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Preserving Your Harvest

There is a sense of gratification when I step into my pantry and see the neat rows of canning jars lined up on the top shelves. There will be an abundance of pickles, jams, preserves, salsa and chutney for friends and family in the off-season. Preserving fruits and vegetables at the peak of their growing season when they are abundant and packed with flavor, vitamins and nutrients is an inexpensive way to have chemical-free food to prolong the freshness of summer.

Eat Fresh All Year
Putting away your harvest is the best way to use everything you grow with no waste. Even if you don’t grow your own vegetables, the local farmers market and many forms of community supported agriculture has a plentiful supply to choose from. Many times, a fruit tree or garden will produce more fruit than one family can use. Trade your extras with someone or offer to pick someone’s garden while they are on vacation. If your garden has produced too many tomatoes and cucumbers, swap with a friend who has blueberries or a pear tree. In addition, choosing crops to grow that can be stored for a long time, such as potatoes, onions, garlic, dry beans or winter squash allows you to eat fresh from your garden all winter.

Freezing Your Harvest
Freezing is simple and can be done in small batches as you accumulate extras. Different vegetables can be combined, ready to toss into soups or pastas. Many beans are best frozen in bags with water to prevent freezer burn and keep their fresh taste. Freezing herbs in ice cube trays make them convenient to freshen up a winter dish.

Canning
There are many new appliances that make preserving food simple, safe and healthy. Most of the items needed are simple, standard kitchen equipment. Properly canned foods can last for more than a year. Boiling water bath canning is one of the easiest and most popular methods. Sterile jars are filled with luscious jams, pickles, etc. and submerged in boiling water for set amount of time.* In canning, all jars, lids, and rings need to be sterilized in boiling water, the dishwasher or microwave before filling. New lids should always be used but jars and rings can be sterilized and reused. Strictly adhering to proper timetables for each specific product you are canning is essential for safety. Pressure canning is safer, faster and more accurate and can be used for more foods than the boiling water bath.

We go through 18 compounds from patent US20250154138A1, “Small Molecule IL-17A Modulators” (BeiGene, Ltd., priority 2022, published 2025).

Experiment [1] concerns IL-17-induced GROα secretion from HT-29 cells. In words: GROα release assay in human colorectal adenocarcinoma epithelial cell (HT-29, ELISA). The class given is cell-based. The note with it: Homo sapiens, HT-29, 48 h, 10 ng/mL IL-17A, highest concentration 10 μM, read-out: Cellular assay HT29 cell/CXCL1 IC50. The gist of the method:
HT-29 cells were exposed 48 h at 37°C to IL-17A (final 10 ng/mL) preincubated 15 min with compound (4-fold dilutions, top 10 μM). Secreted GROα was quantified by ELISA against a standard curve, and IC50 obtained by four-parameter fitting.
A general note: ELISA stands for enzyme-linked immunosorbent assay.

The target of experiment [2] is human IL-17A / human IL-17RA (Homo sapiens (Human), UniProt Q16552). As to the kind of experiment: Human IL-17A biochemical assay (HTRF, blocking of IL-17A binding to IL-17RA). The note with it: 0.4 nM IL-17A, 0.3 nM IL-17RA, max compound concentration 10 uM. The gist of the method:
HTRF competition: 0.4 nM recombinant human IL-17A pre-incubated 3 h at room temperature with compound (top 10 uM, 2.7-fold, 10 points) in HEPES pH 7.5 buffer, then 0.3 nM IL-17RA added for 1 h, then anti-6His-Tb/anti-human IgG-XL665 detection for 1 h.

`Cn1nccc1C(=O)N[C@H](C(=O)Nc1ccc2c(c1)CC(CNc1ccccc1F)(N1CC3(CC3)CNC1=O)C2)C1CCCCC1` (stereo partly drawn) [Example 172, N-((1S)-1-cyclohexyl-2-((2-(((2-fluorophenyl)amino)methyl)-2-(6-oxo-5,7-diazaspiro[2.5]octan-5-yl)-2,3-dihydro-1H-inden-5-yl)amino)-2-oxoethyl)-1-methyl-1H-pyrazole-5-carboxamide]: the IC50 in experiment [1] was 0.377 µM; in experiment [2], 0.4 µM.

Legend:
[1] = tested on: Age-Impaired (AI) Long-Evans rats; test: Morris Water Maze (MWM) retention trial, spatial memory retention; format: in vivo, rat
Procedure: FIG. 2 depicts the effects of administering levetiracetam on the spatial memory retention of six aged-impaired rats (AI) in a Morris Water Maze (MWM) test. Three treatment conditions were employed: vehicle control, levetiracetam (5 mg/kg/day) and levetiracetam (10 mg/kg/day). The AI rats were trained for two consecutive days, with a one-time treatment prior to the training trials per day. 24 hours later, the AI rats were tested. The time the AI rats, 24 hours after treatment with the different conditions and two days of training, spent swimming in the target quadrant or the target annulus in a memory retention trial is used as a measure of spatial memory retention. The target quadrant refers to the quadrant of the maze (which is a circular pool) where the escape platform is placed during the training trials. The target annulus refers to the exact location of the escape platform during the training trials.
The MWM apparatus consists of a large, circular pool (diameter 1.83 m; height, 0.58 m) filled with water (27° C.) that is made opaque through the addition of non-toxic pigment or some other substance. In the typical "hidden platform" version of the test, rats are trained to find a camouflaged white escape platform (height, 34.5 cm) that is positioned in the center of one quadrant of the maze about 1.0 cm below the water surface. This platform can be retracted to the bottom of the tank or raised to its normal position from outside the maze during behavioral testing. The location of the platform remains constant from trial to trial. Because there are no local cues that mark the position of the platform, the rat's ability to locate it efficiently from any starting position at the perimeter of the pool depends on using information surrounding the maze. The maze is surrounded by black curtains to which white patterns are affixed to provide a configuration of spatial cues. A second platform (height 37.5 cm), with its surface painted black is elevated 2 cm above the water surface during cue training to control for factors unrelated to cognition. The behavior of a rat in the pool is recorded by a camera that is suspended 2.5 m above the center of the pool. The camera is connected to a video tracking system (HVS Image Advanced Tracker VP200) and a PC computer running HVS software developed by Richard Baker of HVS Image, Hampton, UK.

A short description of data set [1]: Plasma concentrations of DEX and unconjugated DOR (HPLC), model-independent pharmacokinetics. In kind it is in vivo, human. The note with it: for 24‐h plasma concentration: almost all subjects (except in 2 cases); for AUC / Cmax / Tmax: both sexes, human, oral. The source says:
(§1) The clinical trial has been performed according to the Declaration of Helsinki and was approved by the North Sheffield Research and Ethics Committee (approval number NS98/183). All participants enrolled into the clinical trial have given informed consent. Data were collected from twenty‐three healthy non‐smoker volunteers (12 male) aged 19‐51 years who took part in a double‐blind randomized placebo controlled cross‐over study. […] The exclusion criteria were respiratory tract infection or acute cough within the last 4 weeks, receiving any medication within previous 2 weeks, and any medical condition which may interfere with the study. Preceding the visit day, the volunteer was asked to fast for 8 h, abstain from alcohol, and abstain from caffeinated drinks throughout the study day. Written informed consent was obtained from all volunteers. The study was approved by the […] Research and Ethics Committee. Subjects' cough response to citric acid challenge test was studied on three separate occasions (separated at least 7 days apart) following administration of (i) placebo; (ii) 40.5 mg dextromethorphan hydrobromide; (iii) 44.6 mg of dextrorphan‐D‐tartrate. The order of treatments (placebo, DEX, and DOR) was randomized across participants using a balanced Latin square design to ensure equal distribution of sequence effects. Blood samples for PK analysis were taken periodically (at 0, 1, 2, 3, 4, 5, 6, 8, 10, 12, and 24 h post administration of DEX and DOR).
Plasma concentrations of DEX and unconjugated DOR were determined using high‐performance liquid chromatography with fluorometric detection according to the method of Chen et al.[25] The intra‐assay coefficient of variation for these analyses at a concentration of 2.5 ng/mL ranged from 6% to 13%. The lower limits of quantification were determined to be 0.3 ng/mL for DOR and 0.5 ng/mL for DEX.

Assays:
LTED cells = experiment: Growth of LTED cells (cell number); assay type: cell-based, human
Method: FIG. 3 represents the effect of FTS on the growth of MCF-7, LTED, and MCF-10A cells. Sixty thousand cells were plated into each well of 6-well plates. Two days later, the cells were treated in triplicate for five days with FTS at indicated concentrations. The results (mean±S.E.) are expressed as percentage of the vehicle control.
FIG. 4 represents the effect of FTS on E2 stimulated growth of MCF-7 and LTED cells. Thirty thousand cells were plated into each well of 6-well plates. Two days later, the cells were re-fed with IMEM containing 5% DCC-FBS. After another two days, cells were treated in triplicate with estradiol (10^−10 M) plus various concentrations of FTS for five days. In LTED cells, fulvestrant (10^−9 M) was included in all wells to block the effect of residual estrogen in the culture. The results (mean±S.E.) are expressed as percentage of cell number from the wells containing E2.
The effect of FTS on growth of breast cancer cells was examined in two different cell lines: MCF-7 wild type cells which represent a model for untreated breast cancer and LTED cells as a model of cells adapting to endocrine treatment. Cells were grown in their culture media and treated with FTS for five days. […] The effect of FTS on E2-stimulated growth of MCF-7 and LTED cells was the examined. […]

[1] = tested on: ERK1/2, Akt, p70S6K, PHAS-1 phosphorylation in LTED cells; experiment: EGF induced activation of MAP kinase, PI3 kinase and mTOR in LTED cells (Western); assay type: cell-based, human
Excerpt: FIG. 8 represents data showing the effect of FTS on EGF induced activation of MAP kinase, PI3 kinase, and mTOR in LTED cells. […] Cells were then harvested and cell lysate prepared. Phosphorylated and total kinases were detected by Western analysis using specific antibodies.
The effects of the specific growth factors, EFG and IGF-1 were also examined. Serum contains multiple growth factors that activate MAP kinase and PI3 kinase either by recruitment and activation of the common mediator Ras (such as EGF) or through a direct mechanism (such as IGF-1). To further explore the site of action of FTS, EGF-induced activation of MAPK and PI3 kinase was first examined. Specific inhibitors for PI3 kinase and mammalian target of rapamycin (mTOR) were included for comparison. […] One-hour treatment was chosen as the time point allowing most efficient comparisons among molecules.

* Please refer to a canning safety guide for individual fruits and vegetables and the method that should be used with each. What is suggested for one type of food may not work for another. Safety is key in home canning!

Flavor & Safety
Consider flavor and safety when choosing the preservation method. The acids in fruits and vegetables help to keep them. The more acidic the food the more options you have. Most fruits are acidic enough for a boiling water bath canner. Most vegetables need to be pressure canned to kill bacteria. The method best for strawberries is freezing, to best preserve their flavor. Specific guidelines should always be adhered to and can be found at the local extension agency.

Even if you do not grow your own vegetables, preservation makes sense because you can use seasonal fruits and vegetables when they are abundant and cheaply store them for the winter months to come.

Enjoy! Watching those neat jars of home canned goodness accumulate on your pantry shelves produces a sense of pride that you have used your harvest to its fullest. We atFairviewcan help get you started with vegetables, fruit trees and tips on how to begin!

See You Soon!
Anna Y.
FairviewGreenhouses & GardenCenter